2014 President

Linda Reddy, PhDLinda Reddy, PhD, is a professor in the school psychology doctoral program at Rutgers University. She is the former founder/director of the Child/Adolescent ADHD Clinic and former director of the Center for Psychological Services at Fairleigh Dickinson University. Throughout her career Reddy's research, service and practice have focused on promoting the capacity of schools and families to foster positive student learning and behavior. 


New Newsletter Guidelines

To stay within new guidelines APA has placed on divisions for newsletters, the most recent issues, the PDF versions, which can be downloaded, contain the complete, unabridged content of the newsletter. The HTML versions of the newsletter are trimmer and do not include all the content that is in the PDF version.


Seeking Division 16 Leaders

Have you considered becoming an active participant in the governance of Division 16 of the APA?

The Division 16 Executive Committee is working to identify Division 16 members who are interested in being nominated for a committee or other leadership position in the division or APA. Candidates for the following positions need to be identified by mid January: President-Elect, Treasurer, Vice President for Convention Affairs & Public Relations (VP-CAPR) and Vice President for Education, Training & Scientific Affairs (VP-ETSA).

For information about the specific roles and duties of division officers, see the Division 16 bylaws. To become an active Division 16 governance, please email Dr. Linda Reddy describing your interest and attach a copy of your most recent professional vita.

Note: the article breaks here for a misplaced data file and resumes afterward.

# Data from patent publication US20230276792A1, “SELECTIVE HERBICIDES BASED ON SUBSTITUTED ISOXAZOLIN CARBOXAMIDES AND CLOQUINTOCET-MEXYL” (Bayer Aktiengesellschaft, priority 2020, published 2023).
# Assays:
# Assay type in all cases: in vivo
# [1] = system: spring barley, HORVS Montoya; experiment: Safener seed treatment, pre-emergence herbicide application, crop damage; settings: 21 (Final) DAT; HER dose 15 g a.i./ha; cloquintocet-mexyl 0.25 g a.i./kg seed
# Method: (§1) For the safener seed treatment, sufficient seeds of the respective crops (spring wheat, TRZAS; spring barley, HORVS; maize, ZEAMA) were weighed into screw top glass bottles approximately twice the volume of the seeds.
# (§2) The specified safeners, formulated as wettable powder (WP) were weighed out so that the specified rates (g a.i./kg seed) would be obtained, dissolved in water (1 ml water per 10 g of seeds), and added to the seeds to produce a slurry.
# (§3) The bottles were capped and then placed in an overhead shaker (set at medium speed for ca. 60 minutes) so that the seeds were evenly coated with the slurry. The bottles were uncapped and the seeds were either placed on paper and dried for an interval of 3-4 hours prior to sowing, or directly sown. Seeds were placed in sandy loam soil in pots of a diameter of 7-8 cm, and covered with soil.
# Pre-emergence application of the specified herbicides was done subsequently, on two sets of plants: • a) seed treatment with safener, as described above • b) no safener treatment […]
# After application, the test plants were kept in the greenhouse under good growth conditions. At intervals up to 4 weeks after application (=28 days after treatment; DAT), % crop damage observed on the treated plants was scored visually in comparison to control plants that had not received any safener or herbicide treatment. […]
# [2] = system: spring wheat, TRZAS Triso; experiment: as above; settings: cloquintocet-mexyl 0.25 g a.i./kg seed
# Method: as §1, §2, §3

School Psychology Quarterly RSS Feed

Understanding school climate, aggression, peer victimization, and bully perpetration: Contemporary science, practice, and policy.

Existing scholarship suggests that classroom practices, teacher attitudes, and the broader school environment play a critical role in understanding the rates of student reports of aggression, bullying...

To tell or not to tell: What influences children’s decisions to report bullying to their teachers?

Teachers are the primary agents for creating and maintaining a positive classroom climate—and promoting healthy interpersonal relations with, and among, their students (including the prevention of sch...

School climate, peer victimization, and academic achievement: Results from a multi-informant study.

School-level school climate was examined in relation to self-reported peer victimization and teacher-rated academic achievement (grade point average; GPA). Participants included a sample of 1,023 fift...

Teacher and staff perceptions of school environment as predictors of student aggression, victimization, and willingness to intervene in bullying situa...

This study examines how teacher and staff perceptions of the school environment correlate with student self-reports of bullying, aggression, victimization, and willingness to intervene in bullying inc...

The moderating effects of school climate on bullying prevention efforts.

Bullying prevention efforts have yielded mixed effects over the last 20 years. Program effectiveness is driven by a number of factors (e.g., program elements and implementation), but there remains a d...